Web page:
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Disability abortion bill passes Committee Stage with 99% of submissions supporting law change
The Severe Fetal Impairment Abortion (Amendment) Bill has passed Committee Stage at the Northern Ireland Assembly, after 99% of the 9,125 submissions to a Northern Ireland Committee for Health consultation on the Bill supported the proposed law change.
The Bill will now proceed to Consideration Stage. Currently, abortion is legal under the Northern Ireland regulations right up to birth, based solely on a primary diagnosis of disabilities such as Down’s syndrome, cleft palate, cleft lip or club foot. The Bill will amend the Abortion (Northern Ireland) (No. 2) Regulations 2020 to prevent abortions up to full term on the grounds of non-fatal disability, thereby recognising those with disabilities as equally valued.
An analysis of submissions to the Northern Ireland Committee for Health consultation on the Bill by Don’t Screen Us Out shows that an overwhelming majority (99.55%) of submissions to the consultation supported the proposed law change. Of the 9,125 submissions made to the Committee, 9,084 submissions supported the Bill, 36 were not supportive, and 5 neither supported nor opposed the Bill.
The overwhelming majority of submissions supporting the Bill reflects the widespread support the Bill has received from across the four main political parties and also amongst those with disabilities and their families.
Earlier in the year, an open letter was signed by 1,608 people with Down’s syndrome and their families urging the Assembly to vote in favour of the bill, with a further 26,000 members of the public signing a petition to party leaders.
In 2020, the British Government imposed a new abortion regime on Northern Ireland, which includes a provision that legalised abortion up to birth for babies with disabilities including Down’s syndrome, cleft lip and club foot. Following Heidi Crowter’s call in 2020 for Stormont to do everything they could to oppose abortion on the basis of disability up to birth, the Northern Ireland Assembly passed a motion opposing the extreme regulations being imposed on Northern Ireland. Across the two votes held, 75 out of 90 MLAs voted against the provisions and regulations.
Heidi Crowter, a disability rights campaigner who has Down’s syndrome and has been a particularly vocal advocate of the Bill, said:
“I’m so happy that the Bill has passed this stage and I’m so happy to have been a part of this, especially getting the chance to speak to the Northern Ireland Health Committee. I am told that the Bill will move on to the next stage and I will keep talking about this to everyone, and help where I can, because the law as it is, is downright discrimination”.
Lisa Allen from Belfast, whose son Aaron has Down’s syndrome, said:
“It’s welcome news to hear that this Bill is one step closer to becoming law. When Aaron was 4 weeks old we were told he would need surgery on his heart at 6 months old. He has 3 holes in his heart, a VSD, ASD and PDA. Aaron was sent home with a feeding tube and meds and we were told to prepare for his surgery at 6 months old. Nearly 6 years later and he is amazing his consultants and has still avoided surgery. Aaron is a loveable, strong and determined little boy. To think that now a baby like Aaron could have his life ended because of Down’s syndrome breaks my heart. He has shown that he is strong, able and determined from day one”.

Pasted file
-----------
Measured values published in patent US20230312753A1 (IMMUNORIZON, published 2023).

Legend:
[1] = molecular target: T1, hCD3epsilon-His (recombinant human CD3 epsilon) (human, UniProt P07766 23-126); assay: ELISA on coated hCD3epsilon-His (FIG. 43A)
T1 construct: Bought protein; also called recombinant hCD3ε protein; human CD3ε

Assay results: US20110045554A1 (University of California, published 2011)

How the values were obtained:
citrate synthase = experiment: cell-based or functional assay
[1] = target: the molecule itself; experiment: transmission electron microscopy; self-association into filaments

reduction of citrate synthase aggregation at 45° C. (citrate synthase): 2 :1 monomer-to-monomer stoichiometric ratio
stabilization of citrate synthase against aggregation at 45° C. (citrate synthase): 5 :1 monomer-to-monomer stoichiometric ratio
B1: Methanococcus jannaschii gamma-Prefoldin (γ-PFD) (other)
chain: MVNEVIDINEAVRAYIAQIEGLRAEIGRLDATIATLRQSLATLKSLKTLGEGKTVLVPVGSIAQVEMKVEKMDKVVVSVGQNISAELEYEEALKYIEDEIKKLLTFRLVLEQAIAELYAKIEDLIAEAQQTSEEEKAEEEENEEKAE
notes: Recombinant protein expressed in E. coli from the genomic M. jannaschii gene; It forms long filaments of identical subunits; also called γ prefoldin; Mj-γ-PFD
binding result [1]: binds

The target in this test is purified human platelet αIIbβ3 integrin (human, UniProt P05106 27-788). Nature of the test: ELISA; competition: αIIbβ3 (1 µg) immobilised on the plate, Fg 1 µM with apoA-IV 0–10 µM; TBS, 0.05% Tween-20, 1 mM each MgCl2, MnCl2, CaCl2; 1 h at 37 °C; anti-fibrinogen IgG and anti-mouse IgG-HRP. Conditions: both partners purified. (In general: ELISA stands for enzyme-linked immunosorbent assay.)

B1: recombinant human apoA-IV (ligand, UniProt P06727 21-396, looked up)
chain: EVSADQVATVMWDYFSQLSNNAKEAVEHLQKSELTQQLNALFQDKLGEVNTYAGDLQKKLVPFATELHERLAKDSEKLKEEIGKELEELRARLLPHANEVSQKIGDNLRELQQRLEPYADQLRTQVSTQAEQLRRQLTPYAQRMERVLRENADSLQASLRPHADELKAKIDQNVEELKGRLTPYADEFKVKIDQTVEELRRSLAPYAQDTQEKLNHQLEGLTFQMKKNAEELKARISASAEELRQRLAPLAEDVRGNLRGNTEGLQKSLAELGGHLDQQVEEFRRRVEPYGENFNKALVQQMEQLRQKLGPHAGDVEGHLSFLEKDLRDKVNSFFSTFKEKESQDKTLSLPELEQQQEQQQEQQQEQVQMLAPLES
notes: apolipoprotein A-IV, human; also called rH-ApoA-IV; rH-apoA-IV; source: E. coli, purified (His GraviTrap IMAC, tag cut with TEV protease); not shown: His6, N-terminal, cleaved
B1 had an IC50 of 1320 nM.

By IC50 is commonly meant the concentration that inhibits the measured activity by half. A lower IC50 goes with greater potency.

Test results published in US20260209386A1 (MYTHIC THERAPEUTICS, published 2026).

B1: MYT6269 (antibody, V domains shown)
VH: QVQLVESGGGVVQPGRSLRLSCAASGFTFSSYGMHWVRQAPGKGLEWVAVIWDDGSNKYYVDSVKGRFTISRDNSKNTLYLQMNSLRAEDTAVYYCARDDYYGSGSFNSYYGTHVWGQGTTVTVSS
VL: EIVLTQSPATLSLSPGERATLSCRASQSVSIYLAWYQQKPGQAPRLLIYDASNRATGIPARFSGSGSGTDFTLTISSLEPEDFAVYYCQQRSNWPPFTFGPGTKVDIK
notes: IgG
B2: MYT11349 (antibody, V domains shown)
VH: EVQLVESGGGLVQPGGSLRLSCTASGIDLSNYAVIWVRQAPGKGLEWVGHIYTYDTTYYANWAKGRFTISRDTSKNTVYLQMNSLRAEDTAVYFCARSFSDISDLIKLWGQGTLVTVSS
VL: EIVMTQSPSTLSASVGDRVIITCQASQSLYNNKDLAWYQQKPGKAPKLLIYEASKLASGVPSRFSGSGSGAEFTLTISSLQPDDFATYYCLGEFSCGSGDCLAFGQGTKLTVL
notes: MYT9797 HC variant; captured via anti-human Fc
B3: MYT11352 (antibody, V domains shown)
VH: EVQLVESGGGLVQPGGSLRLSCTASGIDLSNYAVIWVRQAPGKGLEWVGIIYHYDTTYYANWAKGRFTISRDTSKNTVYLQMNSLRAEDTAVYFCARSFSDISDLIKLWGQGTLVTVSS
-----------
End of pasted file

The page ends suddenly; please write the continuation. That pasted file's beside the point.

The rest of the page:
Sara McNeill from Ballymena, whose son Tom has Down’s syndrome, said:
”It’s so encouraging to see the public get behind this important law change with an incredible 99% of submissions supporting the Bill. Tom is the best thing about our lives and has brought so much happiness to our whole family connection. So I would urge any parent faced with the decision of what to do, not to be blinded by poor, outdated preconceptions of what Down’s syndrome is. I thought our outlook seemed bleak when our doctor first shared her suspicions about our brand new baby… but now I know better”.
John Wyatt, Emeritus Professor of Neonatal Paediatrics, University College London, said:
“As a doctor who has cared for many newborn babies and older children with disabilities, I strongly support this Bill. It is absolutely right that the law recognises that an unborn baby with a non-fatal disability deserves the same protection as an unborn baby without a disability. We should be a society which welcomes and celebrates the lives of children with disabilities rather than exposing them to the threat of abortion”.
Lynn Murray, spokesperson for Don’t Screen Us Out and mother of Rachel who has Down’s syndrome, said:
“We are delighted to see the Bill pass Committee Stage and see it one step closer to changing this law. It’s also amazing to see that an incredible 99.6% of the 9,125 submissions to the Northern Ireland Committee for Health consultation on the Bill supported this important law change. Simply, by removing a small discriminatory clause, this Bill provides an opportunity to sever the connection between congenital disability and abortion, signalling a greater acceptance of people such as those who have Down’s syndrome. We look forward to an open debate and discussion on the issues in the coming weeks, with the ultimate hope that the Bill will be passed, and the Down’s syndrome community will have something to celebrate”.
- For more information on the Don’t Screen Us Out campaign, see our website www.dontscreenusout.org or email firstname.lastname@example.org
- For interviews, contact Don’t Screen Us Out spokesperson Lynn Murray on 0784 0966 736 or email email@example.com
- The Severe Fetal Impairment Abortion (Amendment) Bill Committee for Health consultation submission analysis is available here.